1. Plant Seeds. Include some of the parent handouts whenever you do a mailing.
2. Invite parents to plan the program. Parents can help schedule the program, develop the advertising and choose the handouts. They are your best communication network.
3. Schedule the BEST time to have the program. You will have a better turnout if you can piggy-back the program onto an already scheduled meeting or pick a time the parents are already bringing their child to school or a religious education program.
4. Get children involved. Tell them a nurse is coming help parents answer the students' questions about ..how their bodies will change, etc. Use the tips for "Collecting Students' Questions."
5. Reward students whose parents attend. A pass for a "tag day" without their uniform or free ice-cream or donuts. The class with the best parent attendance can win an afternoon without class to play games, a pizza party or a raffle for prizes.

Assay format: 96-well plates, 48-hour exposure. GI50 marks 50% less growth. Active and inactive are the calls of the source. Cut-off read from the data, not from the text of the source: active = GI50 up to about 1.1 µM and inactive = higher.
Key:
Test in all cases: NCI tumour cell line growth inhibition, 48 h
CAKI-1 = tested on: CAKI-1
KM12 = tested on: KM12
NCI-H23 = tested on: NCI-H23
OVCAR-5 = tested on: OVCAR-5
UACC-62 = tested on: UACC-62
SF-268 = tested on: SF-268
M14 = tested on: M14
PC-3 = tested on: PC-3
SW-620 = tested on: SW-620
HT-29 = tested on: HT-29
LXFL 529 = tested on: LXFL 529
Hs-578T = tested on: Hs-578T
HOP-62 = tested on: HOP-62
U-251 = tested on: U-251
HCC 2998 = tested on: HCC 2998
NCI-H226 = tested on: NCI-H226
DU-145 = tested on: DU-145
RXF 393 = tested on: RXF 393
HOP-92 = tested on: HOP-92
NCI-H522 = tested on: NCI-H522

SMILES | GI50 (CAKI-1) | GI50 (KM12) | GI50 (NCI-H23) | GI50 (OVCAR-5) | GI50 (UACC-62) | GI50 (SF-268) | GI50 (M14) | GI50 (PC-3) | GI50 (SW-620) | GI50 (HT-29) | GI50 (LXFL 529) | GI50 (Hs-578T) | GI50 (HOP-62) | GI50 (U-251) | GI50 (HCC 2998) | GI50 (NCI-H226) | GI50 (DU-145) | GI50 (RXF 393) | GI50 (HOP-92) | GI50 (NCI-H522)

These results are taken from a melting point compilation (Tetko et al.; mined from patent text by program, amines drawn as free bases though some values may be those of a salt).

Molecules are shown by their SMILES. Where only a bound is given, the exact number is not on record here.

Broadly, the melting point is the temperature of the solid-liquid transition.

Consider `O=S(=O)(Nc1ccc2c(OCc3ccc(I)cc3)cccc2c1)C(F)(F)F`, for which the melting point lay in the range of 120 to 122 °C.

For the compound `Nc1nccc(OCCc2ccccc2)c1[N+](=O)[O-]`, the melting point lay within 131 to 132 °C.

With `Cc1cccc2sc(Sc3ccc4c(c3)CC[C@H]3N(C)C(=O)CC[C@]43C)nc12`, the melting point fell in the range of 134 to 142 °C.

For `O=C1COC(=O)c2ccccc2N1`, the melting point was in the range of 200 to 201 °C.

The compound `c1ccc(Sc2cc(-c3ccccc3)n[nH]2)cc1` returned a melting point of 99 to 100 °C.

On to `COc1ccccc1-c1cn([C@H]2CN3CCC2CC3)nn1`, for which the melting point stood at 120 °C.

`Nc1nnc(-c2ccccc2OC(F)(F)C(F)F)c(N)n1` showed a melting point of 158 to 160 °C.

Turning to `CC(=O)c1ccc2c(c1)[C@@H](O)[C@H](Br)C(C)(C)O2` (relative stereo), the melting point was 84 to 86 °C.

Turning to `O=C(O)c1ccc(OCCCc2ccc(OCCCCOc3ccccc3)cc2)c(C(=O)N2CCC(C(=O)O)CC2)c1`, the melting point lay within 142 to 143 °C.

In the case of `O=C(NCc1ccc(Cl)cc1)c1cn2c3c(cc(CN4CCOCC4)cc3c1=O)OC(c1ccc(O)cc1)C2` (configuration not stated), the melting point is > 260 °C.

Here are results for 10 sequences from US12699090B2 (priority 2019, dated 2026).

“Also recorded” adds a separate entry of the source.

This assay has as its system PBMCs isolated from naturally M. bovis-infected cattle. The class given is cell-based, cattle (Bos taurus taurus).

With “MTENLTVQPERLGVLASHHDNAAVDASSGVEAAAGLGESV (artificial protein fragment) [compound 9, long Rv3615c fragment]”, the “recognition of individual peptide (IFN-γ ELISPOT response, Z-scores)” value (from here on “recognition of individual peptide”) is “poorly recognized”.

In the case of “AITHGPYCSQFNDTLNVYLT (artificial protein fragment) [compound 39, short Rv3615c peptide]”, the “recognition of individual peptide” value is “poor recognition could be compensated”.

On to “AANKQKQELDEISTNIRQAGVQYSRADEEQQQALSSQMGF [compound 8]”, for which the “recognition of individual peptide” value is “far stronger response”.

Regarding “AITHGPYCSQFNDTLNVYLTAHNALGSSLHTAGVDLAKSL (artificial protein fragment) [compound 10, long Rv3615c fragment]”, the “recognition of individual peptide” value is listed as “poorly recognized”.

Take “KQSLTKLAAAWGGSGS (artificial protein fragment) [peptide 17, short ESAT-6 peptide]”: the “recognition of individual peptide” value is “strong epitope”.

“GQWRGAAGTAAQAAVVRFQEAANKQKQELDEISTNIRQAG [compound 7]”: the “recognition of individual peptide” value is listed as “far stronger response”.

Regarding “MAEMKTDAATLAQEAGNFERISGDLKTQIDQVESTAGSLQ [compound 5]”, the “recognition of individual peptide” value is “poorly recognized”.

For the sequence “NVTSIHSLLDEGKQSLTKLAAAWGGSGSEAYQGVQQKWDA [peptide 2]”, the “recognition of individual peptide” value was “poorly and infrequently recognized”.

6. Get teachers involved. Getting parents to attend can be the homework assignment. To free up the parents, don't schedule homework the night of the program or a test the next day.
7. Motivate parents to attend. The best motivator is to give parents a list of the questions and concerns from their child's class. The reality of what their child is exposed to each day can be a great catalyst.
8. Provide babysitting. Give volunteer baby sitters Confirmation service-hours for watching the younger children.
9. Parent Service Hours? If your school has required Parent Service Hours, credit the program time towards the parents' required hours.
10. Phone Power. Call and ask parents to attend. G ive room mothers a script and ask them to call the week before the program.
11. For those who cannot attend . Make an audio-tape of the program and have copies of the tape and the handouts available in the church/school office.
12. Continue the Conversation . Evaluate the program and determine what additional information parents want.
Mary Lee O'Connell, CRNP - 8/04